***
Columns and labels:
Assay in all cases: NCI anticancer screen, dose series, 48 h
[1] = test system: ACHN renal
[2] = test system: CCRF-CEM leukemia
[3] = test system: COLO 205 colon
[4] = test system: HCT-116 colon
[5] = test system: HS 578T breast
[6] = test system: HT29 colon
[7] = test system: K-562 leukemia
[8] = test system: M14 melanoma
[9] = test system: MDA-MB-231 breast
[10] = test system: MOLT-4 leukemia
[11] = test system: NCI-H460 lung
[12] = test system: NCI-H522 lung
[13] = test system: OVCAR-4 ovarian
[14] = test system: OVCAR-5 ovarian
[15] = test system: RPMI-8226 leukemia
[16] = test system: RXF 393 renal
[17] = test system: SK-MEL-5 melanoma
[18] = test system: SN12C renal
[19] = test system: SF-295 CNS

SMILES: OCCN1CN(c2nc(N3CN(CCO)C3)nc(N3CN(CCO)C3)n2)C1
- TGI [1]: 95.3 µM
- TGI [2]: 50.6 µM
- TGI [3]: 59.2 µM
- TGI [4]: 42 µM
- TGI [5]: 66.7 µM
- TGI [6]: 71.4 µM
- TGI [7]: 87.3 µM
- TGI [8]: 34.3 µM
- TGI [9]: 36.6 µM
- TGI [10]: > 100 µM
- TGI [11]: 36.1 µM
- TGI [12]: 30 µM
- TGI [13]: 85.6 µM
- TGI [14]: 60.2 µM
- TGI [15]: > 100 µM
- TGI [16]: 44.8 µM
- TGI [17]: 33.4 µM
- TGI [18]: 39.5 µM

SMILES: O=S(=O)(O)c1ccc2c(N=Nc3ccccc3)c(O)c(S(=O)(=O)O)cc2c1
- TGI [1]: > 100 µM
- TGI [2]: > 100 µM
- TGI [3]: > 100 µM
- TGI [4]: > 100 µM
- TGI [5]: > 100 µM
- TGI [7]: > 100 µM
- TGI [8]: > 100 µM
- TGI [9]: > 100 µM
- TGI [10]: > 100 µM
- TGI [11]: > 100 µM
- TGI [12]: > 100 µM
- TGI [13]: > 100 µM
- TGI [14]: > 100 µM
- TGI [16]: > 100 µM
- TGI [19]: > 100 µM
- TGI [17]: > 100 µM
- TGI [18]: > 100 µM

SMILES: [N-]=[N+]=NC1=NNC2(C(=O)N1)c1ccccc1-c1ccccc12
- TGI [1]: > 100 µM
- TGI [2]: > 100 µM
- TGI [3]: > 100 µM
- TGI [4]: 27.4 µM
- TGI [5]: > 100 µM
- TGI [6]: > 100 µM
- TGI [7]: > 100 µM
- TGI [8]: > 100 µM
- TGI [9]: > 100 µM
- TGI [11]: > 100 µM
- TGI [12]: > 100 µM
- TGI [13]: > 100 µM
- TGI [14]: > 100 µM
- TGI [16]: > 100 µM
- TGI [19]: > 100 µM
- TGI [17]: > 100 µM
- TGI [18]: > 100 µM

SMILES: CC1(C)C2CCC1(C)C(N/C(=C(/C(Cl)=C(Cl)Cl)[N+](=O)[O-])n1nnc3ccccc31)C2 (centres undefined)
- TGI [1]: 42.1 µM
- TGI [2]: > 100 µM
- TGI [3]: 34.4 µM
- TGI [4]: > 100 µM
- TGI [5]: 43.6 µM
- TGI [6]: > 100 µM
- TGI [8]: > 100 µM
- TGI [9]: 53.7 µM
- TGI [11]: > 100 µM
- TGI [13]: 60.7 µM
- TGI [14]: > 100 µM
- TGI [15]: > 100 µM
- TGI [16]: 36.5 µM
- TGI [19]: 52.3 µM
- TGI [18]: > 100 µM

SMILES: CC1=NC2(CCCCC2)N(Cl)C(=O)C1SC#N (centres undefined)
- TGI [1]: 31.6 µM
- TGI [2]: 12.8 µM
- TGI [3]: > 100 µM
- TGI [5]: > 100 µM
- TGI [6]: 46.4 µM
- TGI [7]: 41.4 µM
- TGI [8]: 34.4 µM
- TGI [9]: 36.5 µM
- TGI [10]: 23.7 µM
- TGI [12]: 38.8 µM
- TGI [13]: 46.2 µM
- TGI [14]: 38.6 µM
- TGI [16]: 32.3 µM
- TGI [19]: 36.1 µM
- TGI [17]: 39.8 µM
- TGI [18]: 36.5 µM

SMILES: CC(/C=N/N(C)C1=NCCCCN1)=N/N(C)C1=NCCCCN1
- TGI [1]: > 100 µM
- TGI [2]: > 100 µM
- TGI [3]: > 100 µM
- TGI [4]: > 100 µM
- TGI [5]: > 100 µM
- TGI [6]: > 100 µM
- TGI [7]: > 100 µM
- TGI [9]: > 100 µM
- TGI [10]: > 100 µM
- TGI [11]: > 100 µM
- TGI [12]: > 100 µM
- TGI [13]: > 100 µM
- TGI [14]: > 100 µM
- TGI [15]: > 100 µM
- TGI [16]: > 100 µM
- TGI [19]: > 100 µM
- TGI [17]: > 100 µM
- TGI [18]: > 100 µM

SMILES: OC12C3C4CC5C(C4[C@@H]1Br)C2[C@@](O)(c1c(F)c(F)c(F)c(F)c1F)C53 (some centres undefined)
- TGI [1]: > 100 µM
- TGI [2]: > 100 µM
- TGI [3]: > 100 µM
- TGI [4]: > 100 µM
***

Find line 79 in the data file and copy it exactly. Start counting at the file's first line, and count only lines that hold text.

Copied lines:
- TGI [2]: > 100 µM